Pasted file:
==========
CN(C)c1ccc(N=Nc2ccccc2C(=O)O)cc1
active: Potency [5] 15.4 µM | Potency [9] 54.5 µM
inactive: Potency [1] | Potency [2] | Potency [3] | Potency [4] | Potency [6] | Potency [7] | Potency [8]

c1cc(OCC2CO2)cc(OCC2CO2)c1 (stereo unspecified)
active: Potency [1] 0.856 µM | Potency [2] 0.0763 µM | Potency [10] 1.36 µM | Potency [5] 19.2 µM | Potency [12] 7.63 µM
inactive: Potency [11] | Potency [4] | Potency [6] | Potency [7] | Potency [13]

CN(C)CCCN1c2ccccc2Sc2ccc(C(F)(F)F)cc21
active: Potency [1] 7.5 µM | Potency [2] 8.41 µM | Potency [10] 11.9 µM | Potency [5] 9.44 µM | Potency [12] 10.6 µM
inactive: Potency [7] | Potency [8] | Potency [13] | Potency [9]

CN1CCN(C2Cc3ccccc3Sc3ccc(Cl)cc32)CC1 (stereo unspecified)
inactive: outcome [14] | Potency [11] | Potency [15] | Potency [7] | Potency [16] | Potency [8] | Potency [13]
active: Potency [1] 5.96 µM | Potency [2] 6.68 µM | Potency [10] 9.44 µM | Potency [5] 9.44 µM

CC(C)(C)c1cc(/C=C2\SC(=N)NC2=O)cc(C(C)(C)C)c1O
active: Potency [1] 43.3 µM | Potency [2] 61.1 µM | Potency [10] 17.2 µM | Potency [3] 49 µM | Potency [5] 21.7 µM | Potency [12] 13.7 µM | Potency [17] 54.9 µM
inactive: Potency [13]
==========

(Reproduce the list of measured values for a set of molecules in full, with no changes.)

CN(C)c1ccc(N=Nc2ccccc2C(=O)O)cc1
active: Potency [5] 15.4 µM | Potency [9] 54.5 µM
inactive: Potency [1] | Potency [2] | Potency [3] | Potency [4] | Potency [6] | Potency [7] | Potency [8]

c1cc(OCC2CO2)cc(OCC2CO2)c1 (stereo unspecified)
active: Potency [1] 0.856 µM | Potency [2] 0.0763 µM | Potency [10] 1.36 µM | Potency [5] 19.2 µM | Potency [12] 7.63 µM
inactive: Potency [11] | Potency [4] | Potency [6] | Potency [7] | Potency [13]

CN(C)CCCN1c2ccccc2Sc2ccc(C(F)(F)F)cc21
active: Potency [1] 7.5 µM | Potency [2] 8.41 µM | Potency [10] 11.9 µM | Potency [5] 9.44 µM | Potency [12] 10.6 µM
inactive: Potency [7] | Potency [8] | Potency [13] | Potency [9]

CN1CCN(C2Cc3ccccc3Sc3ccc(Cl)cc32)CC1 (stereo unspecified)
inactive: outcome [14] | Potency [11] | Potency [15] | Potency [7] | Potency [16] | Potency [8] | Potency [13]
active: Potency [1] 5.96 µM | Potency [2] 6.68 µM | Potency [10] 9.44 µM | Potency [5] 9.44 µM

CC(C)(C)c1cc(/C=C2\SC(=N)NC2=O)cc(C(C)(C)C)c1O
active: Potency [1] 43.3 µM | Potency [2] 61.1 µM | Potency [10] 17.2 µM | Potency [3] 49 µM | Potency [5] 21.7 µM | Potency [12] 13.7 µM | Potency [17] 54.9 µM
inactive: Potency [13]